Are you more interested in the Fed's work or the work that the professor at the prestigious research uni is doing? That would be the biggest indicator of where you'll succeed and thrive, IMO.
I have been a lurker, but I think it's my time to surface as my undergrad years are almost over and I now do think I have something to contribute to the forum
First of all, I want to apologize for posting a thread that seems rather irrelevant in a time when everyone's weighing over different phd programs to go to, but I'll greatly appreciate if you could help me figure out what to do for next one or two years of my life.
Well, the thing is, while I believe I have a solid transcript record (will post the profile later on), I thought I rather lack some research experience, so I've decided to get some before applying to grad schools, and so I've applied to multiple RA positions instead of grad schools in my last semester.
And now, I've got two choices. One is to work as a RA for one of the Fed branches, and the other is to work as a RA at a prestigious reasearch university.
I guess the Fed has the advantage in a sense that it's more systematical and that it is a very well-known institute, but I'm guessing that I can build much stronger relationship with professors if I were to join their team.
By the way, that professor in the university is relatively young, so I'm not sure if they're super-famous in the field.
Which one do you think I should go for? It's the question that kept bugging me, and the time to make decision is draing near. So any advice will be greatly appreciated!
PS1. My apologies if I somehow posted at the wrong forum (or even in a wrong method)... It just seemed to be the most relevant one.
PS2. Good luck for all those fellows who will start their marvelous year as bright future PhDs!!!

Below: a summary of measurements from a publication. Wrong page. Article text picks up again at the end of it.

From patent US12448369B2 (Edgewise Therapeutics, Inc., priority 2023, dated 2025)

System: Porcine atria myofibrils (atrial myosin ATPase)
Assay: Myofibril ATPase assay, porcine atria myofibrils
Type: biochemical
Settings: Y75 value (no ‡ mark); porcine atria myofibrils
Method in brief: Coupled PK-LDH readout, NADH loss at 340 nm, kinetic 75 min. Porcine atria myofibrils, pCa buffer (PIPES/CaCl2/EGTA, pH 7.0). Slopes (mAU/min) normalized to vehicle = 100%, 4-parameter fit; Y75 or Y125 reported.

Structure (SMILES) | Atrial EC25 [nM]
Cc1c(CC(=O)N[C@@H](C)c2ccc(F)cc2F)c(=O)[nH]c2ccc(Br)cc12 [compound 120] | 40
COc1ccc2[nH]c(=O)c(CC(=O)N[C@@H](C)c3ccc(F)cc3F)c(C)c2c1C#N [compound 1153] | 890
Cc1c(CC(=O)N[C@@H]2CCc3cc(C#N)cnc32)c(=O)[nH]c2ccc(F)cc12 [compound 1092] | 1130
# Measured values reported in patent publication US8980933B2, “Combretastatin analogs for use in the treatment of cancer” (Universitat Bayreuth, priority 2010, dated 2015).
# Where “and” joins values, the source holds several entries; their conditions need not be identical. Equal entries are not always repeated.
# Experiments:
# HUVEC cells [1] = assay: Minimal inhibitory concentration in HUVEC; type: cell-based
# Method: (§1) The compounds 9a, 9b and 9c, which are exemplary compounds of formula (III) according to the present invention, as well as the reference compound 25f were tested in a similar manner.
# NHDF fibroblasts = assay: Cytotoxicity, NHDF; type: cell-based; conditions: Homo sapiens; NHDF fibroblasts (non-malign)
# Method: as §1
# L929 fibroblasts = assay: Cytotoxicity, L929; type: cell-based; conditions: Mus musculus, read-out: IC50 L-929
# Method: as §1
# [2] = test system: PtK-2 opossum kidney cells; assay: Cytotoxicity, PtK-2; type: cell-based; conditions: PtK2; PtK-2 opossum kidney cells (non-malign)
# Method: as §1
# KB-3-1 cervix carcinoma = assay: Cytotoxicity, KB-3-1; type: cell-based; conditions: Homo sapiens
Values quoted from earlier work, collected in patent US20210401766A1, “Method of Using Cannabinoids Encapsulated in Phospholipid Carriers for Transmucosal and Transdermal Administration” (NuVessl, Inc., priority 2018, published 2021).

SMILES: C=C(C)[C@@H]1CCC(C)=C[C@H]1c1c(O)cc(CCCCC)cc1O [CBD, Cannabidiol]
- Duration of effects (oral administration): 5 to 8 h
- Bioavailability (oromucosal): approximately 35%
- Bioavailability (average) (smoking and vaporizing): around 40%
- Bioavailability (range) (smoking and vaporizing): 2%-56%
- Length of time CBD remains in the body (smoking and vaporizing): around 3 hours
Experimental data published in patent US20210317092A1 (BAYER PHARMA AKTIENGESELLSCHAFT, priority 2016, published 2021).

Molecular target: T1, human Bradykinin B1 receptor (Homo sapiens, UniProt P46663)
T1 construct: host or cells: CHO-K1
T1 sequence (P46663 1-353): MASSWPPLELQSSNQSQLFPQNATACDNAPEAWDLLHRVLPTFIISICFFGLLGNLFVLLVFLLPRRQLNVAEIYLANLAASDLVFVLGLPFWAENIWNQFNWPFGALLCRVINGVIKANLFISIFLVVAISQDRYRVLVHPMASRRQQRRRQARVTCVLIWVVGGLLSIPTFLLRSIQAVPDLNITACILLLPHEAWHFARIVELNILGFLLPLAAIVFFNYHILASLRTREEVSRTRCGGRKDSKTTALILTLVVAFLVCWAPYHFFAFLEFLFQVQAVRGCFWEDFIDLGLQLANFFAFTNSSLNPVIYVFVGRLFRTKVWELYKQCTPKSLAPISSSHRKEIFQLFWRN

I'd say the one case when the professor might provide an advantage is if you apply to the professor's university for the PhD (assuming you impress the professor). Otherwise I think it is a toss-up (depending on the specific projects/tasks, your interests, etc). Some of the Feds assign you to 1-2 economists (so you can develop a close working relationship with 1-2 people). Have you been able to talk to whichever economist(s) you'd actually be working with if you go to the Fed? If not, I'd ask about that.
WWCBD: What Would Colonel Blotto Do?
Both are excellent opportunities. But given that the OP feels that his profile is otherwise complete, I feel that an RA position at a prestigious university (say, Chicago) would be preferable to an institutional position (e.g. Chicago Fed) given similar research foci, compensation, location, etc. However, if the OP feels he could benefit from taking additional coursework, then the Fed may be preferable since they provide tuition reimbursement and tend to be very lenient about taking classes (confirm this before making a decision). Also, while RA positions at good universities tend to be well-paid, both positions are good enough that any significant difference in compensation should be taken into account (i.e. I do not think it would be 'unscholarly' to do so).
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